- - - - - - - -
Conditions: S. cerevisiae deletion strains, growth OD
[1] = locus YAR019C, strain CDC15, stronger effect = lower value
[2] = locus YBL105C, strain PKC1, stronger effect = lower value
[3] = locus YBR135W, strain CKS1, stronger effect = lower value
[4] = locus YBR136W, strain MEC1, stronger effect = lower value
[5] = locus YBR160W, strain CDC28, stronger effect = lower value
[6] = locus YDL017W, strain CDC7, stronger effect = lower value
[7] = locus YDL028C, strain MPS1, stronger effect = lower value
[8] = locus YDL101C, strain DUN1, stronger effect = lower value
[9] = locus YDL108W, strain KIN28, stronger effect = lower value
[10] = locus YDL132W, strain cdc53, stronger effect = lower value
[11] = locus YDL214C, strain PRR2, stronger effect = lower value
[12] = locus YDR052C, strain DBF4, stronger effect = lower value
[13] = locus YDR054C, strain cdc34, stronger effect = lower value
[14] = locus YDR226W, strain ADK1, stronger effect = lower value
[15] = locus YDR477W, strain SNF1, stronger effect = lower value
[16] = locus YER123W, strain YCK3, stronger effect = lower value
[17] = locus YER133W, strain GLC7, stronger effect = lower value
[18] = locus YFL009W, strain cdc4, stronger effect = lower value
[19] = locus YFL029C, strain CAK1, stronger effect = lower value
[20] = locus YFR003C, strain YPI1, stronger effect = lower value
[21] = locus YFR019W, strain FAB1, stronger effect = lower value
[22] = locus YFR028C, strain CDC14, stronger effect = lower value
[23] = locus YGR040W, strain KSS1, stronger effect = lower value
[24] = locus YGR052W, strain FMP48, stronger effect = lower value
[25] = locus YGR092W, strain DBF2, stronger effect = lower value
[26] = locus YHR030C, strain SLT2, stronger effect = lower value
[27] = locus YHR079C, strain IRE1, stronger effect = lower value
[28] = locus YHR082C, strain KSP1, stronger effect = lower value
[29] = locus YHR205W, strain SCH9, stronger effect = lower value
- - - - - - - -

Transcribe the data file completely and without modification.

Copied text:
Conditions: S. cerevisiae deletion strains, growth OD
[1] = locus YAR019C, strain CDC15, stronger effect = lower value
[2] = locus YBL105C, strain PKC1, stronger effect = lower value
[3] = locus YBR135W, strain CKS1, stronger effect = lower value
[4] = locus YBR136W, strain MEC1, stronger effect = lower value
[5] = locus YBR160W, strain CDC28, stronger effect = lower value
[6] = locus YDL017W, strain CDC7, stronger effect = lower value
[7] = locus YDL028C, strain MPS1, stronger effect = lower value
[8] = locus YDL101C, strain DUN1, stronger effect = lower value
[9] = locus YDL108W, strain KIN28, stronger effect = lower value
[10] = locus YDL132W, strain cdc53, stronger effect = lower value
[11] = locus YDL214C, strain PRR2, stronger effect = lower value
[12] = locus YDR052C, strain DBF4, stronger effect = lower value
[13] = locus YDR054C, strain cdc34, stronger effect = lower value
[14] = locus YDR226W, strain ADK1, stronger effect = lower value
[15] = locus YDR477W, strain SNF1, stronger effect = lower value
[16] = locus YER123W, strain YCK3, stronger effect = lower value
[17] = locus YER133W, strain GLC7, stronger effect = lower value
[18] = locus YFL009W, strain cdc4, stronger effect = lower value
[19] = locus YFL029C, strain CAK1, stronger effect = lower value
[20] = locus YFR003C, strain YPI1, stronger effect = lower value
[21] = locus YFR019W, strain FAB1, stronger effect = lower value
[22] = locus YFR028C, strain CDC14, stronger effect = lower value
[23] = locus YGR040W, strain KSS1, stronger effect = lower value
[24] = locus YGR052W, strain FMP48, stronger effect = lower value
[25] = locus YGR092W, strain DBF2, stronger effect = lower value
[26] = locus YHR030C, strain SLT2, stronger effect = lower value
[27] = locus YHR079C, strain IRE1, stronger effect = lower value
[28] = locus YHR082C, strain KSP1, stronger effect = lower value
[29] = locus YHR205W, strain SCH9, stronger effect = lower value